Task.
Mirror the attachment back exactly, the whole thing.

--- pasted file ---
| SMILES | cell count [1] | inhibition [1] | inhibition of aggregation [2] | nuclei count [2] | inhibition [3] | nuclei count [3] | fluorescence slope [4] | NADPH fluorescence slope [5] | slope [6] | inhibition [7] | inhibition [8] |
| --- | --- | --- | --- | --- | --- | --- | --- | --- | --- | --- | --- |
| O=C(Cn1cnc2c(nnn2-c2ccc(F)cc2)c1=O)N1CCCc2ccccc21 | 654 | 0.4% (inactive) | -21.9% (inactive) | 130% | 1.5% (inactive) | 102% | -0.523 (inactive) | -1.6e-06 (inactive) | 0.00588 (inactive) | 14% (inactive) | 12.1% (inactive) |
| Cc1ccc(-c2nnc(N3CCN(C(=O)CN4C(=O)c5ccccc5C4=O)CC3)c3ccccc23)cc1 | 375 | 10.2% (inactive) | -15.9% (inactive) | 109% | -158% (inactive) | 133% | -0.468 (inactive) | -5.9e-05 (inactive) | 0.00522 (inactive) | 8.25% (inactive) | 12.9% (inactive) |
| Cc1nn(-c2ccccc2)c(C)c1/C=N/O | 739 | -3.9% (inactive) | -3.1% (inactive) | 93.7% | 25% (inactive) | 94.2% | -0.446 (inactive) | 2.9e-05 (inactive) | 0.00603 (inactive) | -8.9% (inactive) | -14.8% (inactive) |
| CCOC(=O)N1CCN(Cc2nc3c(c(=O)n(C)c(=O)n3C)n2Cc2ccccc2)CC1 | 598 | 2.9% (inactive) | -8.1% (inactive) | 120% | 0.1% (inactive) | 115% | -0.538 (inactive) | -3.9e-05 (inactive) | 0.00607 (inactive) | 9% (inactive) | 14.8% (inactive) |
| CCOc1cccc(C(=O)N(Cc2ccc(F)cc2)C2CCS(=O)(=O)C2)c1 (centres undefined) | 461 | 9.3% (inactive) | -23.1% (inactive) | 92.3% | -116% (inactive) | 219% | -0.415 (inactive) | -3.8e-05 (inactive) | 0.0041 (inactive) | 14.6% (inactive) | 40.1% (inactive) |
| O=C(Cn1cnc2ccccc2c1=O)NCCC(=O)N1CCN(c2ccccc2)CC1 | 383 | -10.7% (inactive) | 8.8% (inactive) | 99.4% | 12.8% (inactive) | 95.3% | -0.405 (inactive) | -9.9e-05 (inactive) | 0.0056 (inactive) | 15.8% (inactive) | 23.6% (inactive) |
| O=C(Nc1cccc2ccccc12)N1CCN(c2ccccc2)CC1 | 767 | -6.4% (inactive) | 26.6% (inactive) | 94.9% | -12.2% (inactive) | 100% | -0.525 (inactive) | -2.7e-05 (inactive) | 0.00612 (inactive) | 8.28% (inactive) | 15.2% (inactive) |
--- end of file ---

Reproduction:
| SMILES | cell count [1] | inhibition [1] | inhibition of aggregation [2] | nuclei count [2] | inhibition [3] | nuclei count [3] | fluorescence slope [4] | NADPH fluorescence slope [5] | slope [6] | inhibition [7] | inhibition [8] |
| --- | --- | --- | --- | --- | --- | --- | --- | --- | --- | --- | --- |
| O=C(Cn1cnc2c(nnn2-c2ccc(F)cc2)c1=O)N1CCCc2ccccc21 | 654 | 0.4% (inactive) | -21.9% (inactive) | 130% | 1.5% (inactive) | 102% | -0.523 (inactive) | -1.6e-06 (inactive) | 0.00588 (inactive) | 14% (inactive) | 12.1% (inactive) |
| Cc1ccc(-c2nnc(N3CCN(C(=O)CN4C(=O)c5ccccc5C4=O)CC3)c3ccccc23)cc1 | 375 | 10.2% (inactive) | -15.9% (inactive) | 109% | -158% (inactive) | 133% | -0.468 (inactive) | -5.9e-05 (inactive) | 0.00522 (inactive) | 8.25% (inactive) | 12.9% (inactive) |
| Cc1nn(-c2ccccc2)c(C)c1/C=N/O | 739 | -3.9% (inactive) | -3.1% (inactive) | 93.7% | 25% (inactive) | 94.2% | -0.446 (inactive) | 2.9e-05 (inactive) | 0.00603 (inactive) | -8.9% (inactive) | -14.8% (inactive) |
| CCOC(=O)N1CCN(Cc2nc3c(c(=O)n(C)c(=O)n3C)n2Cc2ccccc2)CC1 | 598 | 2.9% (inactive) | -8.1% (inactive) | 120% | 0.1% (inactive) | 115% | -0.538 (inactive) | -3.9e-05 (inactive) | 0.00607 (inactive) | 9% (inactive) | 14.8% (inactive) |
| CCOc1cccc(C(=O)N(Cc2ccc(F)cc2)C2CCS(=O)(=O)C2)c1 (centres undefined) | 461 | 9.3% (inactive) | -23.1% (inactive) | 92.3% | -116% (inactive) | 219% | -0.415 (inactive) | -3.8e-05 (inactive) | 0.0041 (inactive) | 14.6% (inactive) | 40.1% (inactive) |
| O=C(Cn1cnc2ccccc2c1=O)NCCC(=O)N1CCN(c2ccccc2)CC1 | 383 | -10.7% (inactive) | 8.8% (inactive) | 99.4% | 12.8% (inactive) | 95.3% | -0.405 (inactive) | -9.9e-05 (inactive) | 0.0056 (inactive) | 15.8% (inactive) | 23.6% (inactive) |
| O=C(Nc1cccc2ccccc12)N1CCN(c2ccccc2)CC1 | 767 | -6.4% (inactive) | 26.6% (inactive) | 94.9% | -12.2% (inactive) | 100% | -0.525 (inactive) | -2.7e-05 (inactive) | 0.00612 (inactive) | 8.28% (inactive) | 15.2% (inactive) |